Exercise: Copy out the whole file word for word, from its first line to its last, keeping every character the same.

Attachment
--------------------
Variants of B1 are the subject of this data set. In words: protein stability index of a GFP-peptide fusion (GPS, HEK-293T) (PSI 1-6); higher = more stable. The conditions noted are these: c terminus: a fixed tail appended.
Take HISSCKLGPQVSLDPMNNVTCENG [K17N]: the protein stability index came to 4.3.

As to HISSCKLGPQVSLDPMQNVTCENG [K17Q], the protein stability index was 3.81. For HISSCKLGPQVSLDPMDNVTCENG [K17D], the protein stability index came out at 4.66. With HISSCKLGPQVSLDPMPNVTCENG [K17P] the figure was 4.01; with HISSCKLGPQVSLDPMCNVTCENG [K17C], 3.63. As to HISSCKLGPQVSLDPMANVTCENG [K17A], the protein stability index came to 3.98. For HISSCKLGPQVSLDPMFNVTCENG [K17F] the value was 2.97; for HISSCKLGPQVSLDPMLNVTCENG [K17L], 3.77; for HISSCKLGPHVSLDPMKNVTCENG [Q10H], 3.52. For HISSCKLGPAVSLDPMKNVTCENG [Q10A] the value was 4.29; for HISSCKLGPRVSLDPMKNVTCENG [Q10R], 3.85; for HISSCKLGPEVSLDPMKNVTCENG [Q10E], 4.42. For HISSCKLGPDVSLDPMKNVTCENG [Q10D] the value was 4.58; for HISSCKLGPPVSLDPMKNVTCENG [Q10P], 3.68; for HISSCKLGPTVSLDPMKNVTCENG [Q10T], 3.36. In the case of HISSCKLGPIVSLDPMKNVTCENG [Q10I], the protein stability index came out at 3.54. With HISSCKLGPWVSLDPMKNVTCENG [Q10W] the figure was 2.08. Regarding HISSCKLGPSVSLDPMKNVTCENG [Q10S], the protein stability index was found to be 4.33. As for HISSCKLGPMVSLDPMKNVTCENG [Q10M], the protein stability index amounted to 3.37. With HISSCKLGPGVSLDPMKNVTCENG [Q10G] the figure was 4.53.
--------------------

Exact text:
Variants of B1 are the subject of this data set. In words: protein stability index of a GFP-peptide fusion (GPS, HEK-293T) (PSI 1-6); higher = more stable. The conditions noted are these: c terminus: a fixed tail appended.
Take HISSCKLGPQVSLDPMNNVTCENG [K17N]: the protein stability index came to 4.3.

As to HISSCKLGPQVSLDPMQNVTCENG [K17Q], the protein stability index was 3.81. For HISSCKLGPQVSLDPMDNVTCENG [K17D], the protein stability index came out at 4.66. With HISSCKLGPQVSLDPMPNVTCENG [K17P] the figure was 4.01; with HISSCKLGPQVSLDPMCNVTCENG [K17C], 3.63. As to HISSCKLGPQVSLDPMANVTCENG [K17A], the protein stability index came to 3.98. For HISSCKLGPQVSLDPMFNVTCENG [K17F] the value was 2.97; for HISSCKLGPQVSLDPMLNVTCENG [K17L], 3.77; for HISSCKLGPHVSLDPMKNVTCENG [Q10H], 3.52. For HISSCKLGPAVSLDPMKNVTCENG [Q10A] the value was 4.29; for HISSCKLGPRVSLDPMKNVTCENG [Q10R], 3.85; for HISSCKLGPEVSLDPMKNVTCENG [Q10E], 4.42. For HISSCKLGPDVSLDPMKNVTCENG [Q10D] the value was 4.58; for HISSCKLGPPVSLDPMKNVTCENG [Q10P], 3.68; for HISSCKLGPTVSLDPMKNVTCENG [Q10T], 3.36. In the case of HISSCKLGPIVSLDPMKNVTCENG [Q10I], the protein stability index came out at 3.54. With HISSCKLGPWVSLDPMKNVTCENG [Q10W] the figure was 2.08. Regarding HISSCKLGPSVSLDPMKNVTCENG [Q10S], the protein stability index was found to be 4.33. As for HISSCKLGPMVSLDPMKNVTCENG [Q10M], the protein stability index amounted to 3.37. With HISSCKLGPGVSLDPMKNVTCENG [Q10G] the figure was 4.53.